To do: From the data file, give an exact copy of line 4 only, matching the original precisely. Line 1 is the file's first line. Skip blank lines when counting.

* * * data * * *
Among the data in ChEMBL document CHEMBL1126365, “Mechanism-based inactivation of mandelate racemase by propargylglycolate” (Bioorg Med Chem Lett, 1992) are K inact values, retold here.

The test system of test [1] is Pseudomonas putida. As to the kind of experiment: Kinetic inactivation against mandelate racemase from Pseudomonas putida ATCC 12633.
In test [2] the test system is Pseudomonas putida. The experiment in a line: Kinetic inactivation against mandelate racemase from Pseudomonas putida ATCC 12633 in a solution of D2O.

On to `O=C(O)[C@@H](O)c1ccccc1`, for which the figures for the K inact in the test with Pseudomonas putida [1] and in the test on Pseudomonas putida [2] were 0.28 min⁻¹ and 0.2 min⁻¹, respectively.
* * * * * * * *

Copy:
On to `O=C(O)[C@@H](O)c1ccccc1`, for which the figures for the K inact in the test with Pseudomonas putida [1] and in the test on Pseudomonas putida [2] were 0.28 min⁻¹ and 0.2 min⁻¹, respectively.